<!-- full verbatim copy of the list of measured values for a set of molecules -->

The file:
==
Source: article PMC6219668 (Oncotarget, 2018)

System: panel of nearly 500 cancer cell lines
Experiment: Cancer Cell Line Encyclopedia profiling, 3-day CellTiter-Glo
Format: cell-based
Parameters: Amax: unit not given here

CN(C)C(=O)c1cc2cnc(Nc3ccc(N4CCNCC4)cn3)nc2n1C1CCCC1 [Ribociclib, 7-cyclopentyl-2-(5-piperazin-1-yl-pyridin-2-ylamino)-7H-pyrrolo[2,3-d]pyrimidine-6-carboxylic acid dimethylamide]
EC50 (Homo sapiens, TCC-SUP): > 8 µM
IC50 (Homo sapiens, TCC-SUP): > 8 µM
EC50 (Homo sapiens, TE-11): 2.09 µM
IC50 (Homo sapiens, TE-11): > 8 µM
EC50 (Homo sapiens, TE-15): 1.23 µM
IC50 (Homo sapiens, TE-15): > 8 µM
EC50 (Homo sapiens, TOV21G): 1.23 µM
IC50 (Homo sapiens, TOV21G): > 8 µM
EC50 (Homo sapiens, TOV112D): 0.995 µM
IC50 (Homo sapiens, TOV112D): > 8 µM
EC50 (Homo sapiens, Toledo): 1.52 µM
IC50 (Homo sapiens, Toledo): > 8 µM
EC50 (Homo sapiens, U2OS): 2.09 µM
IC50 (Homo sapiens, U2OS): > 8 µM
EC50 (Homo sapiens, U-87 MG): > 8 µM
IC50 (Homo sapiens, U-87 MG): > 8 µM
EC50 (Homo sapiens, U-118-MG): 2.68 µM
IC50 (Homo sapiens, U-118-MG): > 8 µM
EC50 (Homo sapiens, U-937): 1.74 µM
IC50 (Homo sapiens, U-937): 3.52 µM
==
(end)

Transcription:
Source: article PMC6219668 (Oncotarget, 2018)

System: panel of nearly 500 cancer cell lines
Experiment: Cancer Cell Line Encyclopedia profiling, 3-day CellTiter-Glo
Format: cell-based
Parameters: Amax: unit not given here

CN(C)C(=O)c1cc2cnc(Nc3ccc(N4CCNCC4)cn3)nc2n1C1CCCC1 [Ribociclib, 7-cyclopentyl-2-(5-piperazin-1-yl-pyridin-2-ylamino)-7H-pyrrolo[2,3-d]pyrimidine-6-carboxylic acid dimethylamide]
EC50 (Homo sapiens, TCC-SUP): > 8 µM
IC50 (Homo sapiens, TCC-SUP): > 8 µM
EC50 (Homo sapiens, TE-11): 2.09 µM
IC50 (Homo sapiens, TE-11): > 8 µM
EC50 (Homo sapiens, TE-15): 1.23 µM
IC50 (Homo sapiens, TE-15): > 8 µM
EC50 (Homo sapiens, TOV21G): 1.23 µM
IC50 (Homo sapiens, TOV21G): > 8 µM
EC50 (Homo sapiens, TOV112D): 0.995 µM
IC50 (Homo sapiens, TOV112D): > 8 µM
EC50 (Homo sapiens, Toledo): 1.52 µM
IC50 (Homo sapiens, Toledo): > 8 µM
EC50 (Homo sapiens, U2OS): 2.09 µM
IC50 (Homo sapiens, U2OS): > 8 µM
EC50 (Homo sapiens, U-87 MG): > 8 µM
IC50 (Homo sapiens, U-87 MG): > 8 µM
EC50 (Homo sapiens, U-118-MG): 2.68 µM
IC50 (Homo sapiens, U-118-MG): > 8 µM
EC50 (Homo sapiens, U-937): 1.74 µM
IC50 (Homo sapiens, U-937): 3.52 µM